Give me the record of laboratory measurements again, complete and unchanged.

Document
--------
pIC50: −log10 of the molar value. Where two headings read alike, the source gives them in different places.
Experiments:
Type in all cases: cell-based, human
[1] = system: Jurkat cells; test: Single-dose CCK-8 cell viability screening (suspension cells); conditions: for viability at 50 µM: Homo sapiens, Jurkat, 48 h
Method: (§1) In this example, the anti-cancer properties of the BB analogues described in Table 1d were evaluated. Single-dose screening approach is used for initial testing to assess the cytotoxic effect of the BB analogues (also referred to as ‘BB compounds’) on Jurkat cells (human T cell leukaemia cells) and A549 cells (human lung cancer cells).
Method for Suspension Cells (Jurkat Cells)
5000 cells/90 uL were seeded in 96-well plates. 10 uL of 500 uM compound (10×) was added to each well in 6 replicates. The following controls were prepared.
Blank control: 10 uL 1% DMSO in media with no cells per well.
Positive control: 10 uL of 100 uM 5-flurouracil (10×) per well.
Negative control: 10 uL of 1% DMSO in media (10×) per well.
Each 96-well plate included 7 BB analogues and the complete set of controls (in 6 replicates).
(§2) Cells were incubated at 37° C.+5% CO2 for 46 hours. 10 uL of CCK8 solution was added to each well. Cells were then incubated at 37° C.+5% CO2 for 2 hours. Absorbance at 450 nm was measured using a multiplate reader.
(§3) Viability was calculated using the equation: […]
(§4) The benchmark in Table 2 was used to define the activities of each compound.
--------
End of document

pIC50: −log10 of the molar value. Where two headings read alike, the source gives them in different places.
Experiments:
Type in all cases: cell-based, human
[1] = system: Jurkat cells; test: Single-dose CCK-8 cell viability screening (suspension cells); conditions: for viability at 50 µM: Homo sapiens, Jurkat, 48 h
Method: (§1) In this example, the anti-cancer properties of the BB analogues described in Table 1d were evaluated. Single-dose screening approach is used for initial testing to assess the cytotoxic effect of the BB analogues (also referred to as ‘BB compounds’) on Jurkat cells (human T cell leukaemia cells) and A549 cells (human lung cancer cells).
Method for Suspension Cells (Jurkat Cells)
5000 cells/90 uL were seeded in 96-well plates. 10 uL of 500 uM compound (10×) was added to each well in 6 replicates. The following controls were prepared.
Blank control: 10 uL 1% DMSO in media with no cells per well.
Positive control: 10 uL of 100 uM 5-flurouracil (10×) per well.
Negative control: 10 uL of 1% DMSO in media (10×) per well.
Each 96-well plate included 7 BB analogues and the complete set of controls (in 6 replicates).
(§2) Cells were incubated at 37° C.+5% CO2 for 46 hours. 10 uL of CCK8 solution was added to each well. Cells were then incubated at 37° C.+5% CO2 for 2 hours. Absorbance at 450 nm was measured using a multiplate reader.
(§3) Viability was calculated using the equation: […]
(§4) The benchmark in Table 2 was used to define the activities of each compound.